well, yes. In my opinion you will learn a lot by going through the process of parsing the JSON and creating the objects.
When you've done that try adding something like this to the Customer class
List<Product> purchasedProducts ...// getter and setter as needed for JavaBean compliance
and find out how to handle that in JSON.

Having done that you will understand how to compare JASON with JSONParser etc, and maybe others.

Right, so now the client has some extra methods:
parseJsonResponse which parses the json and createObjFromJson which creates either a Product object or a Customer one.
The output is

Customer{id=1, name=Customer_1}
Product{id=2, name=Product_2}

        ...
        String requestType = "GET";
        String typeAccepted = "Accept:application/json";
        String fullRequest = requestType + " " + encodedRequest + " " + typeAccepted;       
        String generateJsonResponse = server.generateJsonResponse(fullRequest);
        parseJsonResponse(generateJsonResponse);
        return (T) class1;
    }
    private void parseJsonResponse(String generateJsonResponse) {
    String json = "";
    try {
        JSONObject obj = new JSONObject(generateJsonResponse);  
        createObjFromJson(obj);         
    } catch (Exception e) {
        e.printStackTrace();
    }

}

private void createObjFromJson(JSONObject obj) throws JSONException {
    Integer id = null;
    String name = null;
    if(obj.has("Customer")) {
        id = (Integer)obj.getJSONObject("Customer").get("id");
        name = (String)obj.getJSONObject("Customer").get("name");
        customer = new Customer(id, name);
        System.out.println(customer);           
    }
    else if(obj.has("Product")) {
        id = (Integer)obj.getJSONObject("Product").get("id");
        name = (String)obj.getJSONObject("Product").get("name");
        product = new Product(id, name);
        System.out.println(product);
    }

}

Next I will see if I can have the Customer to have a list of products as you've suggested.

I see you are using JSONObject with it's horrible unchecked casts etc. Have fun with that!

While you are coding this, keep in mind what you would have to do for any new classes that need to be added... you have a lot of code that assumes a detailed knowledge of the classes. Is that desrable?
You assume that the classes involved have a constructor that takes all the values you need, but the best you can rely on is that they are javabeans with a no-args constructor and set methods for everything.

I see you are using JSONObject with it's horrible unchecked casts etc. Have fun with that!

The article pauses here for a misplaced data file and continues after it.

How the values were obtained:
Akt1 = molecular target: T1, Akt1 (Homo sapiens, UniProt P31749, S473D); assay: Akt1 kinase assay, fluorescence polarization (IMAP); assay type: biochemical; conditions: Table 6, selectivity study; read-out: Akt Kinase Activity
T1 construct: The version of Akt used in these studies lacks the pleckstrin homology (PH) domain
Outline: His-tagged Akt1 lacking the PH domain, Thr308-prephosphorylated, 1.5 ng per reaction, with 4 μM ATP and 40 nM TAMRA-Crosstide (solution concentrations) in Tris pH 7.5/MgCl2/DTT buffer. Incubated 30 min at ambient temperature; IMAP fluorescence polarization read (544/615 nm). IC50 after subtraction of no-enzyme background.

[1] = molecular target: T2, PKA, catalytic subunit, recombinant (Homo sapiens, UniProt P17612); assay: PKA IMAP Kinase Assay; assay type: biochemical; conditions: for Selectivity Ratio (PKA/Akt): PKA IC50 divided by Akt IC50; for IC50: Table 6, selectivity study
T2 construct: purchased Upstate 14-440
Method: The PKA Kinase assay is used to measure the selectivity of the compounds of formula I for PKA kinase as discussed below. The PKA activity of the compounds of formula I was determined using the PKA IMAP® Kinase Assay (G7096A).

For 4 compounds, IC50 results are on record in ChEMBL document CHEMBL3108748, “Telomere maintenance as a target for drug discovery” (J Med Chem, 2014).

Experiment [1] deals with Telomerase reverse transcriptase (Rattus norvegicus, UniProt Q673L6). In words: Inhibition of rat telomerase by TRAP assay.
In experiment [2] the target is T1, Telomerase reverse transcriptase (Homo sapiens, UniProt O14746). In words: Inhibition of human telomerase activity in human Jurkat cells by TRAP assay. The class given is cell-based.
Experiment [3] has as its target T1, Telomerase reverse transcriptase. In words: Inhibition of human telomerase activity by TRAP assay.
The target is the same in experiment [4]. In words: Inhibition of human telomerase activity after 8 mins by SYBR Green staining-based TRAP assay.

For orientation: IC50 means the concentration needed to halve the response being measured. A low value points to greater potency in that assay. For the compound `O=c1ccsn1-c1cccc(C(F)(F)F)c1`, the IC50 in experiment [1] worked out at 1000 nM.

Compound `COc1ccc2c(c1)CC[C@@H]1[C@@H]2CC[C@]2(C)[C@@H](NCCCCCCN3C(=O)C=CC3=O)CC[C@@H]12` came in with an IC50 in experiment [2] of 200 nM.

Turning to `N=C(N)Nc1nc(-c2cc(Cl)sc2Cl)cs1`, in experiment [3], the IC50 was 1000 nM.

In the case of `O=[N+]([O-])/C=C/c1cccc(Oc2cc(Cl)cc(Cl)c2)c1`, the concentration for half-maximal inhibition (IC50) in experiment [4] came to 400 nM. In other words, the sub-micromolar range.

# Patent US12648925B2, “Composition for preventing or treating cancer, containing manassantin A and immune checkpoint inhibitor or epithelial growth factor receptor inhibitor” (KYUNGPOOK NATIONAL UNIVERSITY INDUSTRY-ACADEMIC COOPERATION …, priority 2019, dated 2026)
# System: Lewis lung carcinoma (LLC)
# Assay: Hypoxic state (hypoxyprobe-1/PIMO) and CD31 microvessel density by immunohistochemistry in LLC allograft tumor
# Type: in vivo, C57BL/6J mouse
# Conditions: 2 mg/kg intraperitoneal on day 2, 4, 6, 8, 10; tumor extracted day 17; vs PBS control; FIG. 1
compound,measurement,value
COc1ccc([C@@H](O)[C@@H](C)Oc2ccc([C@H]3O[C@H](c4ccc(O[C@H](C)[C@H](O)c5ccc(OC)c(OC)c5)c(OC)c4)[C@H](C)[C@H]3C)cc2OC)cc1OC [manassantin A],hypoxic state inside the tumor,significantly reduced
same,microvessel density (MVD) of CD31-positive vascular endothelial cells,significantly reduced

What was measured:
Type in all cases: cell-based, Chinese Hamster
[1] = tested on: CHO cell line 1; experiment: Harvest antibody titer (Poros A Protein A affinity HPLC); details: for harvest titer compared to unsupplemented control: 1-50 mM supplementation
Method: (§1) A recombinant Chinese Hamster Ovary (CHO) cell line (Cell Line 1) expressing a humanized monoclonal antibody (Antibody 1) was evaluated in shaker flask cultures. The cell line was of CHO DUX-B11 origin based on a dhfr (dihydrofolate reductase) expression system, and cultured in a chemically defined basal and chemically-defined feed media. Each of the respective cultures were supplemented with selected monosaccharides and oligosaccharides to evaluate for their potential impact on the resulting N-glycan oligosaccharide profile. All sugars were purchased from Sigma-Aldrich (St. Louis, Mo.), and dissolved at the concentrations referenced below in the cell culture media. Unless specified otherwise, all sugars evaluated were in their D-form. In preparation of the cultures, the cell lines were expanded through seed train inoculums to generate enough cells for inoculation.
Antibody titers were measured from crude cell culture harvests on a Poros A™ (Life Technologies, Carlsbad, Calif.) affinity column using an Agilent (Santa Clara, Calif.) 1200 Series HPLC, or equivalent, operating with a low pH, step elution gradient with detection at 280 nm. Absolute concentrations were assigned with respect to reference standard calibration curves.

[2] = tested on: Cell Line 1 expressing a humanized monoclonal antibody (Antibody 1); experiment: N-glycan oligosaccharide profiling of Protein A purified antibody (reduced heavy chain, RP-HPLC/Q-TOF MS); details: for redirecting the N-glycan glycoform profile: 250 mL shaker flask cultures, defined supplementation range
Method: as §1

Sorry I wasn't sure what else to use to create the json object and then create the objects from there.

You assume that the classes involved have a constructor that takes all the values you need, but the best you can rely on is that they are javabeans with a no-args constructor and set methods for everything.

So you're saying I shouldn't be creating objects like for the Produc and the Customer at all instead? But to set its value I need an object first anyway, so if I don't create it how would i set its value?

The basic process used by JSONObject, JASON, XMLDecoder etc is to create an empty instance of the target class using its no-args constructor, then use its set methods to inject all the data values (including other classes, recursively) from the source file.
You can do that in ordinary Java code, assuming the target class is javabean compliant. I think that's a worthwhile exercise to do once for the deep understanding it will give you. But if you really want to skip straight to the answer i would recommend JASON rather than JSONObject etc. because it's a more complete solution to many of the problems (that you will learn about by doing it yourself).

Hi sorry for the long delay, but sadly it might be like that for a little while.
So, I have a couple of questions following your last post.
OK about what you said, will try to do it just with plain java and no json object, that's fine and I will create the objects using the empty constructors and use the set methods, that's fine
However, in the client I have either the encoded request (restRequest) which looks like this:

Customer+1
Product+2

As they are a combination of the class name and the ID or the fully generated response (generateJsonResponse) which looks like this

{"Customer":{"id":1,"name":Customer_1}}
{"Product":{"id":2,"name":Product_2}}

The server is doing all the substringing, string splitting but it returns the fully generated response already.
Now, for me to create the Customer and Product object in the client I will need to know what type of object I need to create, the name and the id which I need to extract from either the encoded request or from the fully generated response, so does it mean that I will have to "parse" the server response string again and extract all the relevant info? The thing is, how do I split a resonse string like {"Product":{"id":2,"name":Product_2}} to get the bits I need?

Yes, your client has to parse the server's JSON to extract the relevant info (name of class to instantiate, values for its members)
The idea behind the JSON format is that it should be easy to parse (especially in JavaScript, for what that's worth). If you look closely you'll see that curly brackets indicate depth of nesting, and the contents are name and value with a colon between. You might want to see how Customer with list of Products is encoded to see fully how it works. Parsing is just a load of split and substring calls, with recursion for objects inside objects.